Nearly 30 brawlers held in free-for-allTop News | Cindy Wan 17 Sep 2019
Nearly 30 people allegedly involved in fights between fugitive bill protesters and white-clad men - suspected to be Fujian gangsters - in North Point and Fortress Hill on Sunday.
Officers arrested 24 men and five women, including a man who allegedly attacked protesters with a folding chair and two men who are said to have punched reporters.
A young man suspected of assaulting police to help others escape was also detained.
Police also defended themselves against accusations of selective enforcement after officers were allegedly seen allowing a man - believed to belong to the Fujian camp - to cover his face with a riot shield in North Point.
It was also alleged that police only targeted young people who wore black and ignored rod-wielding middle-aged men who spoke a Hokkien dialect.
Speaking in a news conference yesterday, John Tse Chun-chung, chief superintendent of the Police Public Relations Branch, said it is not true that only young people were being arrested.
Officers at the scene might not have been able to understand the whole situation immediately after arriving as the "violent people might have hidden among the crowd," he said.
"I hope people can understand that the officers could not see [everything that was happening at the time] as clearly as they [later] saw them through the news cameras."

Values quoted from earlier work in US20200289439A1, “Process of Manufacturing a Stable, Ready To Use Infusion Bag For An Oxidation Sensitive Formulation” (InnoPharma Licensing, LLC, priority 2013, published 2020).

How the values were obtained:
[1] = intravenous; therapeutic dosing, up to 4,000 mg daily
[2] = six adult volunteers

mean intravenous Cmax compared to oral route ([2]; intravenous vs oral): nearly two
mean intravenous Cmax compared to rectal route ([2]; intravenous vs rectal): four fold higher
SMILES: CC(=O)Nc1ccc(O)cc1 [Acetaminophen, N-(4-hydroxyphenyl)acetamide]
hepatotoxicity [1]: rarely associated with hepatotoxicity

Li Kwai-wah, senior superintendent of the Organized Crime and Triad Bureau, said he does not want to label the arrested suspects according to their places of birth, "though seven of them are Fujians." He added: "We haven't stopped investigating."
Jim Ng Lok-chun, senior superintendent of the operations branch of Hong Kong Island, explained the use of the shield to protect an arrested man's identity, saying the man did not want to show his face to the camera.
But lawmaker Lam Cheuk-ting said: "If they can borrow a shield today, are you gonna give them a helmet tomorrow? Have the police gone crazy?"
Lam added that the people in blue and white shirts were holding buckets filled with kerosene and had knives but police only jotted down their ID numbers.
He also slammed the force for arresting lawmaker Ted Hui Chi-fung, who was mediating a brawl in North Point.
Lawmaker Claudia Mo Man-ching said it was the "selective enforcement of police that prompted protesters to use violence against other people."
More minor scuffles and brawls occurred at Lennon walls in different districts on Sunday, including one in which a 64-year-old man had his face sprayed with black paint in Fan Ling. In another, a 54-year-old woman was kicked in the back after an argument with a man in Wong Tai Sin.
The Hong Kong Journalists Association said police did not stop men holding weapons from beating reporters and instead helped block cameras.
It criticized the malicious attacks against journalists and urged police to be fair during enforcement.